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VIKHAR AHMED SAYEED
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FILMS Documentary filmmaker Anand Patwardhan says he makes films without hoping to change the world. VIKHAR AHMED SAYEED

A nand Patwardhan is one of India's earliest documentary film makers and has faithfully worked at this task for close to 40 years since his student days in the early 1970s. Almost all of his 15 films have won National awards while forming a tumultuous visual archive of India and are grim reminders that all is not well with the nation state. His films clearly display his commitment to a broadly left-liberal agenda with a concern for the working classes.

Different perspective

“In a country like ours that is so class divided, films like mine provide a perspective from the other side,” he said. Thematically, Patwardhan's films have been versatile and there is a consistent commitment to giving voice to people, who otherwise, would not be represented in mainstream media.

He has been a filmic chronicler of the subaltern voice, a question which social scientists in India began dabbling with during the 1970s. His early films, ‘Waves of Revolution' (1975) and ‘Prisoners of Conscience' (1978), are rare gems, not only because of their uniqueness, but also because of their perspectives on the failure of the democratic movement in India.

An impish bravado has also accompanied his filmmaking right from the start. (He smuggled out cut strips of ‘Waves of Revolution' through anyone who was going abroad during the Emergency and then put it all together when he went to Canada). It is difficult to associate bravado and tenacity with the amiable and pleasant Patwardhan but you cannot help it when he blandly discusses his struggle with state censorship.

“I have had to fight to show every film of mine on Doordarshan and I have won a total of seven cases – two in the Supreme Court and five in the High Court,” he says. “Each time my film wins an award, I use that to argue my case for it to be screened on Doordarshan. Arey, you can't give me a National Award and then refuse to show my film on national television,” he adds.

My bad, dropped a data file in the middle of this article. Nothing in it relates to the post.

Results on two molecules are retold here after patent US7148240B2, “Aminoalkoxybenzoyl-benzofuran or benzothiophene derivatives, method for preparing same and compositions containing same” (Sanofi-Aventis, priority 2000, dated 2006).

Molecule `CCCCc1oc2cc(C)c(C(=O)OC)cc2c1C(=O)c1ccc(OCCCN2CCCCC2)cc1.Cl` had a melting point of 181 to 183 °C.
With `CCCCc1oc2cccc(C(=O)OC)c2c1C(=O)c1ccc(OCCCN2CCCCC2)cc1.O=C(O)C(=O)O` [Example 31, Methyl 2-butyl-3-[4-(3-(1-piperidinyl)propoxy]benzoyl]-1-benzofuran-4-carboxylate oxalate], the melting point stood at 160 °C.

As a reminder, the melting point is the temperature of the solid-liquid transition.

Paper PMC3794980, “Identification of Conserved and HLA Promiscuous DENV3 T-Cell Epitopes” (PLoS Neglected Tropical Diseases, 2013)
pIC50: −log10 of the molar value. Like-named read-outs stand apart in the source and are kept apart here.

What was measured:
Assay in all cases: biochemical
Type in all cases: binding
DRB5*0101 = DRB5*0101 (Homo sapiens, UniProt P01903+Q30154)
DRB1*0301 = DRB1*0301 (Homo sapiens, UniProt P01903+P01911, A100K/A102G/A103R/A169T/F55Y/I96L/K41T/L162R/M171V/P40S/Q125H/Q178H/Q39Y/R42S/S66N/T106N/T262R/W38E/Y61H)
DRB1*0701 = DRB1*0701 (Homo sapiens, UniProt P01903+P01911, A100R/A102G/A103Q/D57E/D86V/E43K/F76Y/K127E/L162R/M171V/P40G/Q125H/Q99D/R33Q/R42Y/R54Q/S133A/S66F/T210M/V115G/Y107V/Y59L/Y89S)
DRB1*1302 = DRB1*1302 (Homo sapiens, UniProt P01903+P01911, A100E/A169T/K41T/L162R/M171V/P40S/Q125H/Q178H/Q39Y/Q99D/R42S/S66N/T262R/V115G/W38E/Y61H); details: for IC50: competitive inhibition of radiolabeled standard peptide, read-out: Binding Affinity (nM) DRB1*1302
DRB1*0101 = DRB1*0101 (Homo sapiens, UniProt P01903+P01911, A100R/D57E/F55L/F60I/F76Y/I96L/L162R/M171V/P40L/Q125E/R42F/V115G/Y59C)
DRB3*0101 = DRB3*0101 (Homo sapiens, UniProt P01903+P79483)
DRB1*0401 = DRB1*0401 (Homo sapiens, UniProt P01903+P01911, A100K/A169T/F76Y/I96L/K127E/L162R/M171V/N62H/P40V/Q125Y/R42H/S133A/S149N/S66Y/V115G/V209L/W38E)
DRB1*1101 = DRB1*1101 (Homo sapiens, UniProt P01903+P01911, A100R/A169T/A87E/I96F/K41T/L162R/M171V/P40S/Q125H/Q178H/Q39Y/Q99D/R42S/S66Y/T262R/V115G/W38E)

He sees this constant struggle as a fight for his freedom of expression and the viewers' right to information. His films through the eighties include ‘A Time to Rise' (1981) (on the efforts of Indian agricultural labourers to unionise in Canada), ‘Bombay, Our City' (1985) (on the slum demolition drive in Mumbai), and ‘In Memory of Friends' (1990) (on the troubled issue of Khalistan). This was also the time when he realised the profundity of the communal problem in the country and made two films, ‘Ram Ke Naam' (1992) (on the Rath Yatra) and ‘Father, Son and Holy War' (1995) (on the psychological element of communal violence).

His later films include, ‘A Narmada Diary' (1996) and ‘War and Peace' (2002) (a long documentary on nuclear tests in India and Pakistan), among others.

Answering a question on whether his films offer solutions, Patwardhan said: “I can only make people look at life from different perspectives.” Not the one to wallow in a despairing nostalgia, Patwardhan who is now working on a film on caste issues says: “I enjoy what I do, and I will continue to do this…”


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